Bathing your dog can be a rewarding experience. Not only will it ensure that your pet has healthy hygiene, but he also won’t smell so bad (we know sometimes our canine companions roll in some pretty funky stuff).
However, it’s important that dog owners know how often to wash a dog, as well as the proper techniques for washing a dog.
How Often Should I Wash My Dog?
Most veterinarians recommend washing your dog about once every 1-3 months. Too many baths can actually be a bad thing – they strip your dog’s coat of natural oils that protect the skin, as well as decrease the coat’s shine and luster.
It is worth noting that some dogs may need more frequent baths than others. Reasons for extra bathing may include:
- Dirty dogs. Some dogs are always getting into messes!
- Medicated baths. Some dogs may have fleas or some other medical issue that may required more frequent bathing or special medical baths.
If you do end up bathing your dog more than once a month, consider using soap-free or moisturizing shampoo to prevent you dog’s skin form getting dry. If you’ll be regularly bathing your dog more frequently than usual, make sure to discuss it with your vet.
Most owners end up bathing their dog too often, thinking that they need to wash their dog in the same way that they wash themselves. Dogs really don’t need weekly baths. Some dogs don’t ever need baths if they don’t smell particularly bad.
When it comes to soaps and supplies, you can use dog shampoo or even baby shampoo to wash your canine, but make sure you take note of how the shampoo affects your dog’s skin. Some shampoos may irritate your dog’s skin more than others, and you may need to test out a few to find a good shampoo for your furry pal’s bath time.
Different Breeds Need Different Bathing Routines
It’s easy to accidentally wash your dog too much, especially considering the unique conditions of different breeds.
Some dog breeds, like basset hounds, might have very oily skin, prompting dog owners to wash them more frequently. Meanwhile, breeds like beagles need less washing because they have short, smooth coats.
Golden retrievers seem like they would need frequent baths because of their long hair, but their coats are water-repellent, and you’ll want to avoid too much bathing since washing can strip Goldens of their natural water-repelling oils.
Dogs with ultra thick coats, such as Malamutes, should be bathed less often and instead should be brushed regularly, which keeps the dog’s coat healthy by distributing natural oils and getting rid of loose hair).
It’s a smart idea to do research into what type of shampoo is best for your dog breed. For instance, if your dog is a breed that is prone to dry or itchy skin, it’s best to find a shampoo that offers extra moisturizer.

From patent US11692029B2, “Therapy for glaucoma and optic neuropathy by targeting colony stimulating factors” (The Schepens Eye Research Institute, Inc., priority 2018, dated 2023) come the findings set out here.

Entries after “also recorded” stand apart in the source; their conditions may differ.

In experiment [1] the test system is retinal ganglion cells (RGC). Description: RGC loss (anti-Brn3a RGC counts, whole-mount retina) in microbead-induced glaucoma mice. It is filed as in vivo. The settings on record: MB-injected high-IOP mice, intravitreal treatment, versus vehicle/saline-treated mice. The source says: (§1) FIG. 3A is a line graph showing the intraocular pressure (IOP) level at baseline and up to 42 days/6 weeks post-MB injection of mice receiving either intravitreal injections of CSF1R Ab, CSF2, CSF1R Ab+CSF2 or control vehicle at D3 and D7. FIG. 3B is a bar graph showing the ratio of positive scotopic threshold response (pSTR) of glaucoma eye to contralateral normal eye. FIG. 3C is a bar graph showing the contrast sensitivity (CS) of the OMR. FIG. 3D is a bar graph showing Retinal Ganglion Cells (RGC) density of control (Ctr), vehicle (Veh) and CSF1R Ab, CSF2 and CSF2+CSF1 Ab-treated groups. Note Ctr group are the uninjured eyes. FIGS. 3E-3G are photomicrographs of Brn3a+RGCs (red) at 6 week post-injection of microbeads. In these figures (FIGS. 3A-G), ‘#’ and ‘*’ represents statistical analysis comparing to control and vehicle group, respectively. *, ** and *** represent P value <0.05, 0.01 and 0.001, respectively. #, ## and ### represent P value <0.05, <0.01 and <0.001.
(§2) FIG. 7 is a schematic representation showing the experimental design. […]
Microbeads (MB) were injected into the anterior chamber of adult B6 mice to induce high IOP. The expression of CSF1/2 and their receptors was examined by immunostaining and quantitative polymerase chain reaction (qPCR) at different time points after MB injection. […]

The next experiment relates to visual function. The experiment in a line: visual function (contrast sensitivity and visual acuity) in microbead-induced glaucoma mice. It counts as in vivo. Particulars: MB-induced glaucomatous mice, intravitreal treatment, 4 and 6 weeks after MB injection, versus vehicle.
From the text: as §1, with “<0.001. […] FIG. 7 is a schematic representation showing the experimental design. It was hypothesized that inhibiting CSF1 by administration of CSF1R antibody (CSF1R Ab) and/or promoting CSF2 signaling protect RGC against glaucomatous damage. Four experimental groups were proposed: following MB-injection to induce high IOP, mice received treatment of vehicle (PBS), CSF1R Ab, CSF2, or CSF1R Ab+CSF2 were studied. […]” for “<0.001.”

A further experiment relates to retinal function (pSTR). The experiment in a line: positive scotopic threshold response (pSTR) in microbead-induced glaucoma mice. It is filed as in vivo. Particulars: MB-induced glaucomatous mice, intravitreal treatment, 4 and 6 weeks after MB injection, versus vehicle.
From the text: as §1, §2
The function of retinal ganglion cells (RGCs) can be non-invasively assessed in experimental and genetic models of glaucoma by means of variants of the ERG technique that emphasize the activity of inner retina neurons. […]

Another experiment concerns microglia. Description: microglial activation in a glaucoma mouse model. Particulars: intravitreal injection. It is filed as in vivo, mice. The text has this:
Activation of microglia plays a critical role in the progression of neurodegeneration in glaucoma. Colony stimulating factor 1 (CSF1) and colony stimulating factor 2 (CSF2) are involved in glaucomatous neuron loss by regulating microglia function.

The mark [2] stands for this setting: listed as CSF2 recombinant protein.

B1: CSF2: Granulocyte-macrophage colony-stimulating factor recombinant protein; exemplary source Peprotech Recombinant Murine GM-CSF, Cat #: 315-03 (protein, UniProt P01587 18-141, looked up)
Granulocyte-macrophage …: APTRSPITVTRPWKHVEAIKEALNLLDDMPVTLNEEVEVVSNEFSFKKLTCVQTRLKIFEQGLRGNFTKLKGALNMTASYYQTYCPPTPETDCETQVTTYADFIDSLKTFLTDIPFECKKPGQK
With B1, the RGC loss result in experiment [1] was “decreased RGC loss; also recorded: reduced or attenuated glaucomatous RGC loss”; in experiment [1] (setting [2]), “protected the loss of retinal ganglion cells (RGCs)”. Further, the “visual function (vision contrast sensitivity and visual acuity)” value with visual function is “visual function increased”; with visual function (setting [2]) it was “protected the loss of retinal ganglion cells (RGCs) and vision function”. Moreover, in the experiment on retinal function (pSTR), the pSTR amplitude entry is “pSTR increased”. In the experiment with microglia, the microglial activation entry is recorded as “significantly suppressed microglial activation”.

If your dog has a smelly coat, shampoos containing ingredients such as chlorhexidine can help.
Dog Washing Tips
Here are some additional tips to washing your dog:
- Brush your pooch before bath time. Before bathing your dog, make sure to brush your dog. Otherwise, extra matted hair will hold water and irritate your dog’s skin.
- Do not wash your dog too often. Washing your dog too much can cause skin irritation. If you want to keep your dog clean in-between baths, brush his coat frequently.
- Keep your dog comfortable. Make sure that your dog is comfortable when taking his or her bath. Some dogs may feel more comfortable if you put an anti-slip mat at the bottom of your tab. For some dog owners, it’s a difficult task just to get your pet into the bathtub. If you praise your dog with treats and toys, it might get him to warm up around bath time. If you have a young puppy, get him used to taking baths as young as five weeks old.
- Make sure the water temperature is right. Pets are very sensitive to hot and cold temperatures, so use lukewarm water. Don’t use water any warmer than what you’d use for a human baby.
- Find the right shampoo. As noted earlier, you’ll want to make sure you are using a shampoo that is a good fit for your dog. When you apply shampoo to your dog’s coat, make sure it stays away from his mouth and eyes. Human shampoo isn’t toxic for dogs, but they often contain fragrances or ingredients that can irritate a dog’s skin, so it’s best to go with a canine-specific shampoo.
- Fully rinse the shampoo from your dogs coat. Keep on running water over your dog’s coat until the water is clear.
- Let your canine air dry. Blow dryers are too hot for sensitive dog skin, so instead dry your dog down with a towel and let him air dry.
Recommended shampoos to consider:
- Normal Hair: All-purpose shampoos should be fine. Earthbath dog shampoo is a good choice, and it’s available in a number of different formulas such as hypoallergenic, orange, tea tree, and puppy!
- Dry Skin: Look for shampoos with moisturizers that contain silks, oils, oak, and wheat protein. Oxgord Organic Oatmeal dog shampoo is one popular choice, with aloe vera for itchy, sensitive skin.
- Smelly Coats: Look for shampoo with deodorizing elements (common in many dog shampoos).
- Puppies: There are some shampoos specifically for puppy coats, such as Oster Oatmeal puppy shampoo.
- Dry Shampoo. If your dog just can’t stand water or traditional baths, consider a dry dog shampoo like one offered by Paw Choice, which uses pomegranate scented waterless foam.
Ultimately, you’ll want to study up on what’s appropriate for your dog’s breed. Different breeds need different shampoos and bathing frequencies. Find out what works for your dog and stick to it!
Do you have any bonus bathing tips? Share your doggy bath time advice in the comments!